MCCC Study Day Evidence of Need March 2011 part 1

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Palliative Care For Heart failure: Evidence of need. :

Palliative Care For Heart failure: Evidence of need. Courtesy of the internet Yvonne Millerick Lead Nurse/Lecturer Caring Together Programme

Overview:

Overview Why is palliative care needed for patients with advancing heart failure. What has stopped us before. Evidence of need: the reality of living with advancing HF the Glasgow & Clyde Experience. Addressing the need. Heart Failure

Slide 3:

Why is Palliative Care Needed for Heart Failure?

Rationale For Improving Care :

Rationale For Improving Care Patients dying from advanced HF remain disadvantaged compared to their peers suffering from cancer in terms of symptom control, communication and access to palliative care support networks. (National Council for Palliative Care 2005) “ It is now recognised that the terminal phase of heart failure may be as bad as cancer, both in terms of symptoms and distress ” . (Heart 2002;88(Suppl II):ii36-ii39)

What do we mean by palliative care?:

What do we mean by palliative care? “ Palliative care is an approach that improves the quality of life of patients and their families facing the problem associated with life-threatening illness, through the prevention and relief of suffering by means of early identification and impeccable assessment and treatment of pain and other problems, physical, psychosocial and spiritual ” (WHO 2009)

Why is palliative care needed for heart failure: Evidence of need.:

Why is palliative care needed for heart failure: Evidence of need. Common Poor prognosis similar or worse than most cancers Terminal diagnosis Heart Failure

Despite advancing heart failure treatments the prognosis is worse than many cancers:

Women Men Despite advancing heart failure treatments the prognosis is worse than many cancers

Specialist Heart Failure Intervention:

Specialist Heart Failure Intervention Specialist medical and nurse led intervention have shown: Significant benefits in reducing hospital admission, and healthcare costs 40-50% reduction in recurrent hospital stay Heart failure management programmes have proved successful for patients whose condition stabilises following optimisation of evidence based therapy and most areas of the UK now have heart failure management programmes.

Why is palliative care needed for heart failure?:

Why is palliative care needed for heart failure? Symptom burden for heart failure is similar to cancer Patients understanding about heart failure is poor More likely to die in hospital Issues surrounding devices (ICD/CRT-P/D) Appropriate programming Symptom control from defibrillator shocks Activation / Deactivation Psychological issues Anticipatory prescribing post deactivation Carer support

Why is palliative care needed for heart failure?:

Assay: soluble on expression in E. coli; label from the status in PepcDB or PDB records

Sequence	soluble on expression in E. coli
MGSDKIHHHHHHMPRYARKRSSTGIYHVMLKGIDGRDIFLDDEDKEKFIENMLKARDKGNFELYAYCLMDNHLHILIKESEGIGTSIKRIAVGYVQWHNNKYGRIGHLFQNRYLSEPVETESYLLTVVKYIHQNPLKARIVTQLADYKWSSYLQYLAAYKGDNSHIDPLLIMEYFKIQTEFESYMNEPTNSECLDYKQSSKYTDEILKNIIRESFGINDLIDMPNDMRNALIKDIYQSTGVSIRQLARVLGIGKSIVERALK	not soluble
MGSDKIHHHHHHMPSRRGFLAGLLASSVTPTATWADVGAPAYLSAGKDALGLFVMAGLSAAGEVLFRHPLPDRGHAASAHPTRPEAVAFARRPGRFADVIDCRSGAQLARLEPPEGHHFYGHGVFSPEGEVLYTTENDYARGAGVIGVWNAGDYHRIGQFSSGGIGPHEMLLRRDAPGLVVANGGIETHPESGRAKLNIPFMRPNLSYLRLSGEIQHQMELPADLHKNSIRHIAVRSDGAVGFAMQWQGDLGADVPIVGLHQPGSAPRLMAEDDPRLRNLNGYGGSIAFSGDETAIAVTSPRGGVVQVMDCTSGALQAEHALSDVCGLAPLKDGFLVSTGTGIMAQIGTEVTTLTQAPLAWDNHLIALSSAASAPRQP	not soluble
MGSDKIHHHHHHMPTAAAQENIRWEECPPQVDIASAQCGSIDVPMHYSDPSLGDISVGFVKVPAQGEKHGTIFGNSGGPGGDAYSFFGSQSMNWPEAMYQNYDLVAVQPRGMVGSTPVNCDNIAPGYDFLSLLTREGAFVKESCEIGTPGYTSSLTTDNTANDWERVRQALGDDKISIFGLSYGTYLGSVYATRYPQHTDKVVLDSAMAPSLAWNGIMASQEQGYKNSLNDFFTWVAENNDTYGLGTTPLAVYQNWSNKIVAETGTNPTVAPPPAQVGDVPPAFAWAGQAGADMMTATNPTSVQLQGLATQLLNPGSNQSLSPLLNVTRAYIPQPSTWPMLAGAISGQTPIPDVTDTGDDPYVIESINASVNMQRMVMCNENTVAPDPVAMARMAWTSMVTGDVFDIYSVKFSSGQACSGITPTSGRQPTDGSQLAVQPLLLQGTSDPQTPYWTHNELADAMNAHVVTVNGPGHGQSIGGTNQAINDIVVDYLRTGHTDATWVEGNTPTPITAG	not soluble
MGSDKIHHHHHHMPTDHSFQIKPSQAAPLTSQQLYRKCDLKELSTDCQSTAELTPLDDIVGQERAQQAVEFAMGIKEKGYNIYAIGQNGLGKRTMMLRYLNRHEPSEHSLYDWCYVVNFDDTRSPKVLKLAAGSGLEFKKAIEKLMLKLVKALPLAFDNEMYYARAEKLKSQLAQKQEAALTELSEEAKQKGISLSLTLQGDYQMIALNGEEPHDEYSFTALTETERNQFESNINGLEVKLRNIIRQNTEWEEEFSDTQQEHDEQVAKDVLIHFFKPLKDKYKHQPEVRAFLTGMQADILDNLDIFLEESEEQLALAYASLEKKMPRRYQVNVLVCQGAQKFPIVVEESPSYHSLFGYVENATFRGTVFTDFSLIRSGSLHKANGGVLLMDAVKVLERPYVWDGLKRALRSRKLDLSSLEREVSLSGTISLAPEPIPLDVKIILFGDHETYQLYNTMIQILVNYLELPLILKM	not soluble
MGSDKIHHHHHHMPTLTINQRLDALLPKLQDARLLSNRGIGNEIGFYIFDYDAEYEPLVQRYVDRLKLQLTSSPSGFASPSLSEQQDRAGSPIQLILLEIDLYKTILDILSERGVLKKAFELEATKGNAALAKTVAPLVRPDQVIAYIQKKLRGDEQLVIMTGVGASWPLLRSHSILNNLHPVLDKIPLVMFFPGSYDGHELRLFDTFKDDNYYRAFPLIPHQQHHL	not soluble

Why is palliative care needed for heart failure? Do not routinely associate heart failure with palliative care No accepted pathways of care to provide supportive/palliative care to patients with end stage heart failure

Slide 11:

What has stopped us before?

What has stopped us before?:

What has stopped us before? Cardiology Belief that palliative care only for: Patients facing imminent death Patients dying of malignant disease Concerns that palliative care would include discontinuation of all HF medications Not all HF patients are managed by cardiologist Concerns that inappropriate patients would fall into the “ palliative ” category For non-cardiologist difficult to be confident that all treatment options have been exhausted What can palliative care offer heart failure patients

Barriers to palliative care in Heart Failure:

Barriers to palliative care in Heart Failure Palliative Care Funding Resources are already stretched Concern that inclusion of HF patients would “ open the flood gates ” Rules surrounding hospices as “ cancer charities ” Unpredictability of heart failure When is the right time?

Barriers to palliative care in heart failure: Illness trajectory:

Time Onset of incurable cancer Barriers to palliative care in heart failure: Illness trajectory Function Death High Low Cancer Possible hospice enrollment Adapted from Murray, S. A et al. BMJ 2005;330:1007-1011

Barriers to palliative care in heart failure: Illness trajectory:

Time LV Systolic Function Death High Low Heart Failure Barriers to palliative care in heart failure: Illness trajectory D D D D = clinical decompensation Sudden cardiac death Adapted from Murray, S. A et al. BMJ 2005;330:1007-1011

Slide 16:

Or Is It ? “ Lets hope it ’ ll get better, when I know in my heart of hearts it won ’ t ” Selman et al 2007 Is Uncertainty Getting in the Way of Good Care ? Courtesy of the internet

Effect of barriers:

Effect of barriers Prognostic paralysis Missed window of opportunity to provide: Optimal symptom control Financial support Support for family and carers – IP & OP hospice facilities Psychological and spiritual support Discuss end of life decisions Resuscitation Deactivation of defibrillator Preferred place of care Arrange advanced care plans Unnecessary and prolonged hospital admissions Uncomfortable death: Instrumentation / discharges from defibrillator / CPR prior to death Death in hospital

Inequity of access to palliative care :

Inequity of access to palliative care Patients with HF and carers were less likely to have: Access to health, social and palliative care services An understanding of their illness and prognosis An opportunity to address end of life issues Patients with HF were more likely to: Be symptomatic compared to patients with cancer Die in hospital Remme et al. Eur Heart J 2005; 22: 2413-21 Allen et al. JAMA 2008;299:2533-42 Anderson et al. Pall Med 2001; 15: 279-86 Murray et al. BMJ 2002; 325: 929-932

Anne Marie and Iain’s Experience:

Anne Marie and Iain’s Experience

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